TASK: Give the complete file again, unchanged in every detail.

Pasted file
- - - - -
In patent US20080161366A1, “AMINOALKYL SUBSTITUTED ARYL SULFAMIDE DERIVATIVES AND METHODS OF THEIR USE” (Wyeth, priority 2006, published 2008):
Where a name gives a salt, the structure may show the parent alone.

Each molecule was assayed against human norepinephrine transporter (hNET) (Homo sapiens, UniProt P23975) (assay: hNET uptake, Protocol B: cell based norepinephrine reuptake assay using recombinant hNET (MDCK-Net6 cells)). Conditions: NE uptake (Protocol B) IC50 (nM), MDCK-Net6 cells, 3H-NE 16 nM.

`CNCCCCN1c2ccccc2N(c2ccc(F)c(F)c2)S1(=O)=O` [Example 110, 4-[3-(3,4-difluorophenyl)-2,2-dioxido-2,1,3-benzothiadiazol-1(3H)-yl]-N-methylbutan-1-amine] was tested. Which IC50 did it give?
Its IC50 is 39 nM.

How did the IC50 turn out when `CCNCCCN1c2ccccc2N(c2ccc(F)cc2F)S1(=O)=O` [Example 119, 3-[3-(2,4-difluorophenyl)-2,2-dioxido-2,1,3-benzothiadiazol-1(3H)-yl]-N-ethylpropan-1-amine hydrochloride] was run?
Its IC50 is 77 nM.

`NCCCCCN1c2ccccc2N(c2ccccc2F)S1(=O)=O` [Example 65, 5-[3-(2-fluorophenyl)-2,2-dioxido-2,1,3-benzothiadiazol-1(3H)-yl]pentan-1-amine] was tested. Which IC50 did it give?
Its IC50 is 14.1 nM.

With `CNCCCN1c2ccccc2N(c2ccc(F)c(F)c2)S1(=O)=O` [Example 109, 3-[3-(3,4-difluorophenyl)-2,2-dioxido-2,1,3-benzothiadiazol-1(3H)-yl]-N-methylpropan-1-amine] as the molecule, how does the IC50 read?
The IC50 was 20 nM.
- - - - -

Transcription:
In patent US20080161366A1, “AMINOALKYL SUBSTITUTED ARYL SULFAMIDE DERIVATIVES AND METHODS OF THEIR USE” (Wyeth, priority 2006, published 2008):
Where a name gives a salt, the structure may show the parent alone.

Each molecule was assayed against human norepinephrine transporter (hNET) (Homo sapiens, UniProt P23975) (assay: hNET uptake, Protocol B: cell based norepinephrine reuptake assay using recombinant hNET (MDCK-Net6 cells)). Conditions: NE uptake (Protocol B) IC50 (nM), MDCK-Net6 cells, 3H-NE 16 nM.

`CNCCCCN1c2ccccc2N(c2ccc(F)c(F)c2)S1(=O)=O` [Example 110, 4-[3-(3,4-difluorophenyl)-2,2-dioxido-2,1,3-benzothiadiazol-1(3H)-yl]-N-methylbutan-1-amine] was tested. Which IC50 did it give?
Its IC50 is 39 nM.

How did the IC50 turn out when `CCNCCCN1c2ccccc2N(c2ccc(F)cc2F)S1(=O)=O` [Example 119, 3-[3-(2,4-difluorophenyl)-2,2-dioxido-2,1,3-benzothiadiazol-1(3H)-yl]-N-ethylpropan-1-amine hydrochloride] was run?
Its IC50 is 77 nM.

`NCCCCCN1c2ccccc2N(c2ccccc2F)S1(=O)=O` [Example 65, 5-[3-(2-fluorophenyl)-2,2-dioxido-2,1,3-benzothiadiazol-1(3H)-yl]pentan-1-amine] was tested. Which IC50 did it give?
Its IC50 is 14.1 nM.

With `CNCCCN1c2ccccc2N(c2ccc(F)c(F)c2)S1(=O)=O` [Example 109, 3-[3-(3,4-difluorophenyl)-2,2-dioxido-2,1,3-benzothiadiazol-1(3H)-yl]-N-methylpropan-1-amine] as the molecule, how does the IC50 read?
The IC50 was 20 nM.